Don't Mince Words


Planned sexual inactivity

Posted on June 06, 2011 by Marna

Since Planned Parenthood funding was in the news first quarter, I decided to do my part to support them and have my gyn exam.  Or, as I like to call it, the annual dusting of the cob webs.

I rode my bike there hoping to look “young” and “in trouble” to the ugly white guy protestors.  Sadly, there were no men there to fight with which made my entrance oddly pleasurable compared to the 1990s.  Yes, I had the oldest lady parts in the waiting room and I smiled at each girl leaving with her brown bag of pills.  I was her once… eager to start the pill in hopes of future sex.

It appears sex has changed in a few decades.  My pre-screen was very different and the questions seemed to center around forced non-protection.  “Have you had a partner hide or sabotage your birth control in order to get you pregnant,” she asked.  She had to ask, but I had to laugh.  “You are implying that I’m getting some and I’m not.  But believe me, I’d never date a douche that would pull that kind of bullshit.”

She asked more questions that didn’t apply because I was so tragically sexually inactive. I then went to the exam room where I encountered my first gyn office gay male aide.  Now I knew I was going to have some fun.  He asked me if I was sexually active.  I asked him if he was straight and single.  He explained what I could expect from the exam and then told me he would administer my HIV test.  Ten minutes later, as I laid on the table waiting for the doctor in my paper robe, he popped his head back in and told me my results were negative.  “Cool, I’m cleared for take off,” I responded as he laughed walking out.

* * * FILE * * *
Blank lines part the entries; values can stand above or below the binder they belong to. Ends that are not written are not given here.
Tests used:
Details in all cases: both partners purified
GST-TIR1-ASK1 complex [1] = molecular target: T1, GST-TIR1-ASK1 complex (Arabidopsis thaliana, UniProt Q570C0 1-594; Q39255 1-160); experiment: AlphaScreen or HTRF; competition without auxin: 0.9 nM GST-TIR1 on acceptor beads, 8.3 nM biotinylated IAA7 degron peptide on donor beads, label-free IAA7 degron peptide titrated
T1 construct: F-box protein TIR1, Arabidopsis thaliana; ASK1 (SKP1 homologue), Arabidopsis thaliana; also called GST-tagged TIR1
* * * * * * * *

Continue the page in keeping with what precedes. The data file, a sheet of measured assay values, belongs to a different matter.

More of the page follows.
The doctor did her thing then ushered me to the blood letting station to ensure I didn’t have any other STIs.  My gay aide was there.

“Wow, you do it all,” I said.  “Pretty much everything except that,” he said staring at my lower hemisphere.  “Yeah, that takes some special kind of love because I couldn’t look at that all day either,” I said.

He escorted me to the checkout window where my insurance was processed and a brown bag of pills was handed to me.  I rode to work with a smile.  One day I’ll get laid, and when I do, I’ll be more prepared and more informed than a parking lot protestor.

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  • About Marna

    Marna’s writing career started as a Pentagon intern. Early exposure to $500 toilet seat press releases made her appreciate creative nonfiction. Now she has more than 25 years of senior-level marketing and communications success working with Fortune 100 companies, government, nonprofits, small businesses, startups, and agencies.

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